Now, That’s Deep! Mariana Trench Fish Lives 5 Miles Down

The dark and chilly depths of the ocean’s so-called “midnight zone” thousands of feet below the surface are home to numerous species of bizarre-looking and fearsome fish. Many of these creatures have oversized jaws filled with massive teeth.

But a deceptively vulnerable-looking fish is not only right at home in the very deepest ocean environment on Earth — where few creatures can survive — it’s also one of the region’s top predators.

And now, for the first time, scientists have collected specimens of this unusual creature. Dubbed the Mariana snailfish, it swims in the Mariana Trench near Guam, at a depth of about 26,200 feet (8,000 meters). [Infographic: Tallest Mountain to Deepest Ocean Trench]

The snailfish’s small, pink and scaleless body hardly seems capable of surviving in such a punishing environment, but this fish is full of surprises, researchers reported in a new study. The animal appears to dominate in this ecosystem, going deeper than any other fish and exploiting the absence of competitors by gobbling up the plentiful invertebrate prey that inhabit the trench, the study authors wrote.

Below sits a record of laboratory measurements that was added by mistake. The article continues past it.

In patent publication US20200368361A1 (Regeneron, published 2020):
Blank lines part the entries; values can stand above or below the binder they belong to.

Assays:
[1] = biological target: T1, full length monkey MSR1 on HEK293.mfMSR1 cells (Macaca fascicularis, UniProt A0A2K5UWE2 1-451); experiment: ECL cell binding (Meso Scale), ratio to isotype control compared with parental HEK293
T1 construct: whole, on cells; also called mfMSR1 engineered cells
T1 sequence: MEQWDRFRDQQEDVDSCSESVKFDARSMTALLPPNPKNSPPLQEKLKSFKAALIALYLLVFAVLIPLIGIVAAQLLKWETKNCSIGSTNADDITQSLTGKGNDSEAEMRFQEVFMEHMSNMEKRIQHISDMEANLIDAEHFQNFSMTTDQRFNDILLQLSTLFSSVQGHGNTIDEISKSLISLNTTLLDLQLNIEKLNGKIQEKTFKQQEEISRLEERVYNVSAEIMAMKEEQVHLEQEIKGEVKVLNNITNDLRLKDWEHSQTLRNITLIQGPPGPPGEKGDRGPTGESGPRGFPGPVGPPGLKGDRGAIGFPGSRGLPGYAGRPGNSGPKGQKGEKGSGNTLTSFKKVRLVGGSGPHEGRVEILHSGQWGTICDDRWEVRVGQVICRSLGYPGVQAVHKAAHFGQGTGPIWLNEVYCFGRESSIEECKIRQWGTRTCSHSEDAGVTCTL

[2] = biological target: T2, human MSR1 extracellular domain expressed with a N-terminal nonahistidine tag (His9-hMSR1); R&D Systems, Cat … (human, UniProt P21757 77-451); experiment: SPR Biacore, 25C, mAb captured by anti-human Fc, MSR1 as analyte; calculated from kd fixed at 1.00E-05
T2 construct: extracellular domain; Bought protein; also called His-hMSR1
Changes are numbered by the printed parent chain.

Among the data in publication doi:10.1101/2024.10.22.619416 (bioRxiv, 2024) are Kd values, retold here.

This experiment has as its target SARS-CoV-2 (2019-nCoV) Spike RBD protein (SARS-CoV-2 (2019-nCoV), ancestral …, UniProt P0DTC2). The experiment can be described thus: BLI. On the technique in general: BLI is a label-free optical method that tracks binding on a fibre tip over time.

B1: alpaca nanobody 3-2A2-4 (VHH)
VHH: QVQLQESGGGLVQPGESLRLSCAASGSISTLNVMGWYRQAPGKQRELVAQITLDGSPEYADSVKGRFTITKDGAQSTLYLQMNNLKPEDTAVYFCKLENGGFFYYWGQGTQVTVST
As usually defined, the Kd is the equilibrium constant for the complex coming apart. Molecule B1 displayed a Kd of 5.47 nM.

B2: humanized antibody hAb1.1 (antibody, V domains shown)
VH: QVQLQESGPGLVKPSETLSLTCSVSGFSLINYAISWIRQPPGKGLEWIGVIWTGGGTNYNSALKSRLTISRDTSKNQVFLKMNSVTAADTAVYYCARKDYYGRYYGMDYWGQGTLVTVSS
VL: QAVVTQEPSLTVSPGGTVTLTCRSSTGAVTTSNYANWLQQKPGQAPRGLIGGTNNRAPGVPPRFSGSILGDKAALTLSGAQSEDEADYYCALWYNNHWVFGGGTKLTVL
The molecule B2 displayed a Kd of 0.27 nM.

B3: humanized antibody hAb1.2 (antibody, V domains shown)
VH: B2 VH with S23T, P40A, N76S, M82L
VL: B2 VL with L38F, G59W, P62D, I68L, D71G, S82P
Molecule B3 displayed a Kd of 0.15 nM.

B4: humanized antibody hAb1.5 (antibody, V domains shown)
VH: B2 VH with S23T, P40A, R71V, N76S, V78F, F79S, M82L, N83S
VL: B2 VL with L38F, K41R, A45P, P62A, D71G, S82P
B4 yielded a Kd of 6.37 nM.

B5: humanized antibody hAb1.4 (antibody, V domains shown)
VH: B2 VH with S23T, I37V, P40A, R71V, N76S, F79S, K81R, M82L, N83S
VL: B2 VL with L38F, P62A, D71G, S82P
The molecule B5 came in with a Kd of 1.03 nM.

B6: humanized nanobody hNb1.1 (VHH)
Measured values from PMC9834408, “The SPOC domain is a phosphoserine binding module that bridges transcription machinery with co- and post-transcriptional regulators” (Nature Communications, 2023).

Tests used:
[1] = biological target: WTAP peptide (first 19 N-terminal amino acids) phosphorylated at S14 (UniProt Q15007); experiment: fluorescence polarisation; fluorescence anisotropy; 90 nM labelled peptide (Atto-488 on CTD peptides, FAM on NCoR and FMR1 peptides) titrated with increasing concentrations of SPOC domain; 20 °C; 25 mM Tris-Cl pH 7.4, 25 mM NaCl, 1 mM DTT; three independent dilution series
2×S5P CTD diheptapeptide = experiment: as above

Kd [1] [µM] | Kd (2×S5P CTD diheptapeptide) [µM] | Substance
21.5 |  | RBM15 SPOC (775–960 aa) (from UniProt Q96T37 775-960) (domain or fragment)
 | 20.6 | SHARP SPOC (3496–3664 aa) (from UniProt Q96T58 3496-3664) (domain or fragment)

The fish’s scientific name, Pseudoliparis swirei, includes a nod to 19th-century sailor Herbert Swire, who served on the naval expedition that discovered the Mariana Trench in the late 1800s, according to the study.

Under pressure

The Mariana Trench occupies a part of the ocean that is so deep, dark and cold that its name — the “hadal zone” — was taken from “Hades,” the Greek underworld, according to the National Oceanic and Atmospheric Administration. This region consists mostly of marine trenches and extends from depths of about 19,685 to 36,089 feet (6,000 to 11,000 m).

In addition to being pitch-black and frigid, that region experiences pressure that’s unendurable for many forms of life. At the bottom of the funnel-shaped Mariana Trench, the pressure reaches 15,750 lbs. per square inch; for an unprotected human, that pressure would crush the lungs “to the size of ping-pong balls” and compress every single air pocket in the body “until you were a tightly packed, humanoid-shaped flesh chunk,” according to the book “And Then You’re Dead: What Really Happens If You Get Swallowed by a Whale, Are Shot from a Cannon or Go Barreling Over Niagara” (Penguin Books, 2017).

Snailfish, however, do just fine under this crushing pressure. There are more than 300 species in the snailfish family, many of which are known to inhabit a range of ocean depths, where they gather…

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